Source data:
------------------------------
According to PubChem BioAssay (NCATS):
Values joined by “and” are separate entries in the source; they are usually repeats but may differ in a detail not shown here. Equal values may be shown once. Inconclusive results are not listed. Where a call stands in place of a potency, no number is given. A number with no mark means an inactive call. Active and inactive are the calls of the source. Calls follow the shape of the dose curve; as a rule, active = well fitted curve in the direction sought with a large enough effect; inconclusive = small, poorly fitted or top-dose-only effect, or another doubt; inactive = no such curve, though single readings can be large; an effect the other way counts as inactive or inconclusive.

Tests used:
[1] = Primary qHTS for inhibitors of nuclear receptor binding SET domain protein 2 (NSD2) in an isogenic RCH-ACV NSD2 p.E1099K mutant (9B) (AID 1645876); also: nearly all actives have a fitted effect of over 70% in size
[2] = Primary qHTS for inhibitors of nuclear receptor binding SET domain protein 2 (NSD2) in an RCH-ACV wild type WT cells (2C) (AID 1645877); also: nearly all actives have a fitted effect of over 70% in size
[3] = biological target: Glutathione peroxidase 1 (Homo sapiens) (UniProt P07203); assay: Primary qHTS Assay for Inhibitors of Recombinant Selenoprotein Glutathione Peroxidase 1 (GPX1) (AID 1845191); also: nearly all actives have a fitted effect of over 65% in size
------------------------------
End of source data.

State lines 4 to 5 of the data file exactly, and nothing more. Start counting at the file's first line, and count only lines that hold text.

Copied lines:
[1] = Primary qHTS for inhibitors of nuclear receptor binding SET domain protein 2 (NSD2) in an isogenic RCH-ACV NSD2 p.E1099K mutant (9B) (AID 1645876); also: nearly all actives have a fitted effect of over 70% in size
[2] = Primary qHTS for inhibitors of nuclear receptor binding SET domain protein 2 (NSD2) in an RCH-ACV wild type WT cells (2C) (AID 1645877); also: nearly all actives have a fitted effect of over 70% in size